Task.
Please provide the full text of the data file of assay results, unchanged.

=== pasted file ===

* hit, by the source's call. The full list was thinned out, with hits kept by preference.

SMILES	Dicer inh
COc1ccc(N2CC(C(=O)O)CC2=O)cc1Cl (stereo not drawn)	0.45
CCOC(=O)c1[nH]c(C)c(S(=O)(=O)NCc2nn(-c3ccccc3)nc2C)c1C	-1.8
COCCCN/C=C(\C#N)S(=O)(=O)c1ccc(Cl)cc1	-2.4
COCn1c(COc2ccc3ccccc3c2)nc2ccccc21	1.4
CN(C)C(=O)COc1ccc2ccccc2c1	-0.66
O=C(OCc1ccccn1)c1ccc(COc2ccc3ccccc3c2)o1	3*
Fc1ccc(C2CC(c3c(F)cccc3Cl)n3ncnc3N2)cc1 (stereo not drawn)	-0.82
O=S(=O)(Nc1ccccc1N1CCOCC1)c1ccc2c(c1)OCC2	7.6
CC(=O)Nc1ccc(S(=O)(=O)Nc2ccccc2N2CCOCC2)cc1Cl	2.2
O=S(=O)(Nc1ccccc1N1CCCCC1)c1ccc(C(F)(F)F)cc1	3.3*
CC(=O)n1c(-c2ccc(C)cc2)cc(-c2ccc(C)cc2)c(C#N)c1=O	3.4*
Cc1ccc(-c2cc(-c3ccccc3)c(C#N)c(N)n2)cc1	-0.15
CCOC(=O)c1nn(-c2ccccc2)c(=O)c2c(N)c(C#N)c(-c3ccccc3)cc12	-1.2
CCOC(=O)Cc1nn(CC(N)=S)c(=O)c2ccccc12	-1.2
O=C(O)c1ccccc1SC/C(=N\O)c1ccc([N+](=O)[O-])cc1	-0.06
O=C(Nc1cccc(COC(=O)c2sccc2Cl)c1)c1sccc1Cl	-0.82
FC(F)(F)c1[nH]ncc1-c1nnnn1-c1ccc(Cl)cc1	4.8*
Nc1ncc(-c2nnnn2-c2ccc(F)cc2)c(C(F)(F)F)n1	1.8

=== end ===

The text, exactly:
* hit, by the source's call. The full list was thinned out, with hits kept by preference.

SMILES	Dicer inh
COc1ccc(N2CC(C(=O)O)CC2=O)cc1Cl (stereo not drawn)	0.45
CCOC(=O)c1[nH]c(C)c(S(=O)(=O)NCc2nn(-c3ccccc3)nc2C)c1C	-1.8
COCCCN/C=C(\C#N)S(=O)(=O)c1ccc(Cl)cc1	-2.4
COCn1c(COc2ccc3ccccc3c2)nc2ccccc21	1.4
CN(C)C(=O)COc1ccc2ccccc2c1	-0.66
O=C(OCc1ccccn1)c1ccc(COc2ccc3ccccc3c2)o1	3*
Fc1ccc(C2CC(c3c(F)cccc3Cl)n3ncnc3N2)cc1 (stereo not drawn)	-0.82
O=S(=O)(Nc1ccccc1N1CCOCC1)c1ccc2c(c1)OCC2	7.6
CC(=O)Nc1ccc(S(=O)(=O)Nc2ccccc2N2CCOCC2)cc1Cl	2.2
O=S(=O)(Nc1ccccc1N1CCCCC1)c1ccc(C(F)(F)F)cc1	3.3*
CC(=O)n1c(-c2ccc(C)cc2)cc(-c2ccc(C)cc2)c(C#N)c1=O	3.4*
Cc1ccc(-c2cc(-c3ccccc3)c(C#N)c(N)n2)cc1	-0.15
CCOC(=O)c1nn(-c2ccccc2)c(=O)c2c(N)c(C#N)c(-c3ccccc3)cc12	-1.2
CCOC(=O)Cc1nn(CC(N)=S)c(=O)c2ccccc12	-1.2
O=C(O)c1ccccc1SC/C(=N\O)c1ccc([N+](=O)[O-])cc1	-0.06
O=C(Nc1cccc(COC(=O)c2sccc2Cl)c1)c1sccc1Cl	-0.82
FC(F)(F)c1[nH]ncc1-c1nnnn1-c1ccc(Cl)cc1	4.8*
Nc1ncc(-c2nnnn2-c2ccc(F)cc2)c(C(F)(F)F)n1	1.8